How Often is the Standard of Perfection Revised?

Discussion in 'General breed discussions & FAQ' started by 3KillerBs, Sep 7, 2009.

  1. 3KillerBs

    3KillerBs Chillin' With My Peeps

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    I've access to a couple older versions of the Standard of Perfection, the newer from 1966, and I was curious if it was carved in stone generations ago or if its subject to regular revision and updating.

    If it goes by breed, I'm most interested in Australorps and Delawares.
     
  2. Pathfinders

    Pathfinders Overrun With Chickens

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    There are actually two Standards, one for the APA (American Poultry Association), and one for the ABA (American Bantam Association.)

    The ABA Standard was updated sometime recently, maybe two years ago? The APA one is well overdue, last one was 2001. The hardest part is getting the paintings painted I think...

    But yes, any changes that have happened to various breed descriptions do get put into the new Standards, and those changes are usually dealt with at the annual and semi-annual meetings each year.

    Be aware that the text and images in the Standards are subject to copyright (I just had a long email exchange with the VP of the APA on this over the weekend.) You cannot take whole chunks out of the Standard and post them anywhere. Here's exactly what Sam said in his email:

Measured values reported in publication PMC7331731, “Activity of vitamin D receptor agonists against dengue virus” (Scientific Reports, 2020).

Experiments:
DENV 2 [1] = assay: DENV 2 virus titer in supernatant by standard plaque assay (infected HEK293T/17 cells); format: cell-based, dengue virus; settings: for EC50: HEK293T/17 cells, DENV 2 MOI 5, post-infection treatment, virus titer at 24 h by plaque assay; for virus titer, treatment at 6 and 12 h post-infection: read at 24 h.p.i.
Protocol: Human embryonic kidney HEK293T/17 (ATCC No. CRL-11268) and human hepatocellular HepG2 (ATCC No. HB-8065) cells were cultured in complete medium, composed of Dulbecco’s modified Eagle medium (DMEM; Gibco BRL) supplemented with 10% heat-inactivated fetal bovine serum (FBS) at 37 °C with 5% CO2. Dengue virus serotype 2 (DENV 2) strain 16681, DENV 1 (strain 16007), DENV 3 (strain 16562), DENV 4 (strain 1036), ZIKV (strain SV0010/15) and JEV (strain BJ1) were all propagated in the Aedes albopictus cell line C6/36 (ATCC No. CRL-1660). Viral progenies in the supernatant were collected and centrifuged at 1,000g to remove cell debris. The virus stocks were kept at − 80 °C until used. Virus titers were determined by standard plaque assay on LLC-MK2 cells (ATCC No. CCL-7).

To start off, the primary statement is always that the American Standard of Perfection, represented by numerous revised editions over time, is copyrighted material, and as such it is afforded all the usual protections under Title 17 of the U.S. Code. As the copyright owner, the American Poultry Association has, and seeks to maintain the right to reproduce or authorize others to reproduce the work in copies or other media.
    That being said, the use of Standard materials by others is covered for selected situations by the Fair Use Doctrine, and section 107 of Title 17 outlines details of eligible “fair use” approaches available. . Section 107 also sets out four factors to be considered in determining whether or not a particular use is fair:
    1. The purpose and character of the use, including whether such use is of commercial nature or is for nonprofit educational purposes
    2. The nature of the copyrighted work
    3. The amount and substantiality of the portion used in relation to the copyrighted work as a whole
    4. The effect of the use upon the potential market for, or value of, the copyrighted work
    Factor #3 is the one most relevant for Standard use. Essentially, the interpretation from our publishing advisors is that others may use limited text excerpts, such as a breed or variety standard description, as long as it is of that limited nature and properly cited as coming from the APA’s American Standard of Perfection, a copyrighted work. So a breed club or other group could post the Standard breed description among the files on a website, but there needs to be the proper citation and copyright annotation with it. This fits well with the statement on the title page of the ASOP where it indicates “Permission to make quotations from the text of this book is granted solely for the purpose of dissemination of knowledge, provided proper credit is cited.” Moving to an expanded use example, the APA would not consider printing or webposting of descriptions for an entire class of poultry as being covered under the Fair Use Doctrine because it is too substantial an “excerpt” of the overall work, and not sufficiently limited in scope.